Let me tell you!

In Christ. 

That's it. 

In Christ, every moment holds meaning simply because Christ is in it. 

That doesn't make every moment "beautiful" or "picture-perfect," but it does mean that we possess the Spirit of God in us, and that can change everything. Jesus has saved us this very day, and that alone makes every day worthy of praise, from the days where nothing important seemed to happen, to the days where we got soaked with rain on the way to the library. And all because of Jesus. 

Emily P. Freeman, in her book Simply Tuesday (which inspired these thoughts), writes this: 

"What gives meaning is not the moments themselves but the presence of Christ with us in the midst of them. To learn to live well in ordinary time is to keep company with Christ on our simple Tuesdays and remember how he delights in keeping company with us." (Simply Tuesday, page 47. Once I finish reading her wonderful words I will post a review and a giveaway!) 

So we have a challenge now to live joyfully and intentionally in the regular rhythms of life. We can start to treasure those blurry photos because we know that they hold meaning in Christ. We can start to pay attention to the Kingdom of God all around us because now we might recognize it with clearer eyes, for sometimes the Kingdom of God is in the midst of us but we can't see it because it looks like a blurry photo. 

This is hard. And I don't pretend that I live this way, but I'm starting to. This way of living takes work and concentration; it takes Jesus. Because let's face it, we can't do this on our own. But I believe that this is the only way to truly live, my dear friends. 

So join me in letting the blurry photos become your favorites. Let the lived-in moments bring joy to your heart as you find that because Christ is in every moment, every moment holds meaning. 

Live In Christ as Christ Lives In You! 

Princess Hannah 

p.s. Would y'all like a follow-up post on this on how to apply this In Christ living in practical ways? I meant to put some examples in this post, but I had so much else to say that these new thoughts would have made the post too long. Please comment below if you would want to hear more on these thoughts! Also, please comment your thoughts on blurry photos and lived-in mome
Hannah P


  1. Oh my goodness Hannah, I loved this so much. I'm just like you- I always desire a picture-perfect life. Especially nowadays, when everything is so photo-oriented, and everyone seems to be posting pictures of how perfect their life, home, social life, etc is. But you are SO RIGHT. These blurry pictures- they can be just as beautiful. I'd love the follow-up post!!!!!!!!!! I think I'm going to go flip through my phone and look at some blurry photos;)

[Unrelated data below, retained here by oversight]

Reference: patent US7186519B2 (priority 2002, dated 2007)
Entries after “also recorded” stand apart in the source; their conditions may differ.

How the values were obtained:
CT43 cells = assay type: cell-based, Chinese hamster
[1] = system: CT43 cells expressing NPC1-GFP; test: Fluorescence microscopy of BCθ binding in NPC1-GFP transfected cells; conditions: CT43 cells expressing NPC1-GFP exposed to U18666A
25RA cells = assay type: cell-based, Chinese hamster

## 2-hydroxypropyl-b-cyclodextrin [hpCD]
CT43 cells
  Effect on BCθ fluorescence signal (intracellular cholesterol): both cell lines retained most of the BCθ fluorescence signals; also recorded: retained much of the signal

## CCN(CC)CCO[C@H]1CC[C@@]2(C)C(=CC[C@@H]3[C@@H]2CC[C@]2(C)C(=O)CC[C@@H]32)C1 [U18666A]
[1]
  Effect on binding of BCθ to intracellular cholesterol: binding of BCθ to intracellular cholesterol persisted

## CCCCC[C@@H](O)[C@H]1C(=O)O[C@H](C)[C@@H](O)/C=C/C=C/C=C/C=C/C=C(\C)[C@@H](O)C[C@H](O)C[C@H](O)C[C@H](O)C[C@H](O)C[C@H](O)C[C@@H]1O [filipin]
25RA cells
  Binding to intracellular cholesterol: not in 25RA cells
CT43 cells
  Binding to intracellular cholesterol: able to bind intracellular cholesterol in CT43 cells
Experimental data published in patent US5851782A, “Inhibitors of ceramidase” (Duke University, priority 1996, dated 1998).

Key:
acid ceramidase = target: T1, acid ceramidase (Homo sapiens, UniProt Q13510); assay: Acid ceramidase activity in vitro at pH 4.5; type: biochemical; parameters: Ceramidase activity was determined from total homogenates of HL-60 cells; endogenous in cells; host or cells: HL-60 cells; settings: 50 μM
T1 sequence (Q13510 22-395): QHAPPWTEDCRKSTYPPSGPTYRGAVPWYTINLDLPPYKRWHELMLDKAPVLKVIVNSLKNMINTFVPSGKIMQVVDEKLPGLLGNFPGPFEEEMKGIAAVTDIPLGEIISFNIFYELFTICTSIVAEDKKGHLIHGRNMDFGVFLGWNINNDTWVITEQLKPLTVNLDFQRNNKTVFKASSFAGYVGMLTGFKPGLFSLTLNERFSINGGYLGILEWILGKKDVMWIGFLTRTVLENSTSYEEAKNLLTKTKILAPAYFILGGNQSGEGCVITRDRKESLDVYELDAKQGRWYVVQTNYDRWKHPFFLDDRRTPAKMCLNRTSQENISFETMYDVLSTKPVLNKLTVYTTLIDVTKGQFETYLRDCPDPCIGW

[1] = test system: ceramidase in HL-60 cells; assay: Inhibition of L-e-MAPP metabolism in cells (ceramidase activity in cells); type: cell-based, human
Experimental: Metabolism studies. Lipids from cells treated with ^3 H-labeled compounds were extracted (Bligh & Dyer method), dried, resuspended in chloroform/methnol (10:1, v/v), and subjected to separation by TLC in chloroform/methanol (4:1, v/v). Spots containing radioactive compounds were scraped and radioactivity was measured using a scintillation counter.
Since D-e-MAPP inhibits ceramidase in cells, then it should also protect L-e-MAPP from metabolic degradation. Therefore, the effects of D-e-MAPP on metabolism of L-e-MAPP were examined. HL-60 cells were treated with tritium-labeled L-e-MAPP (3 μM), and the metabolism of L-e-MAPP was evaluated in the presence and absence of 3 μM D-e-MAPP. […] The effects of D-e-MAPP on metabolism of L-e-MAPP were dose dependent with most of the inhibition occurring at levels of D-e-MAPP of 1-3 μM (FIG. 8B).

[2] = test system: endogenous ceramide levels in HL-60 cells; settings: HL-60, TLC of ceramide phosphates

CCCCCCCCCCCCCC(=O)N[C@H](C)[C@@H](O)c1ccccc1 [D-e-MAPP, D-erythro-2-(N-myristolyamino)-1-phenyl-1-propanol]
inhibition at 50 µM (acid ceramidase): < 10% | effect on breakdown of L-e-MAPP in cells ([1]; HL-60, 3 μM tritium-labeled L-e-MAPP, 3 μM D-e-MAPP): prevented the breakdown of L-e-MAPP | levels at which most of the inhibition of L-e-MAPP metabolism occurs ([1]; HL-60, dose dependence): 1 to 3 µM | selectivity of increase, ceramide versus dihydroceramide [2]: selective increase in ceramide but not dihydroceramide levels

1. Thank you so much for the encouraging photo! And yes, in such a digital world, we need to step back and realize what's truly important!

  2. I desire a picture perfect life, too. The funny thing is, I despise how my parents often have to set up to take a family photo with forced smiles... But literally, nearly all photos I took of them were like that. My phone has a bad camera, so whenever I take photos and post them on my personal Instagram, they aren't as nice as the one's on my camera. Even though they don't have the same quality caliber as my camera, I take photos (now this includes my camera) in the moment. I videotape impromptu videos of interviews with people I know while talking about glitter makeup, and really that's the sort of thing that I would love to remembe, not just the good times.

    xoxo Morning

    1. Yes, the moments all count, and usually more when we're not looking! You just continue to find out how to live IN CHRIST and I will too!

  3. This is such a gorgeous post, thank you so much for sharing this, I love it.


    1. All of these comments each mean so much to me! I'm very glad this post meant something to you!

  4. This is such a beautiful post. I totally agree with it, AND I am utterly in love with your blog design. xD

    Katie Grace | A Writer's Faith

    1. Thank you very much, Katie! And I just read your most recent pose and understand why you noted the design! I actually hired Eve from Eve's Garden of Designs for a custom template and recommend her a thousand times in a row!

  5. yes yes yes. this is so beautiful and well-written and I could not agree more. I love the photos despite their blurriness<3

    1. Thank you! I really poured my heart out for this post, and I hope that you begin to see more clearly, even if the world starts to look a little more blurry as result!

  6. I love how honest you were in this post, and it has encouraged me!

    1. You just encouraged me! Thank you for the comment! We do all need some glimpses of Jesus through the mess of life and I'm so glad to help you, Lauren!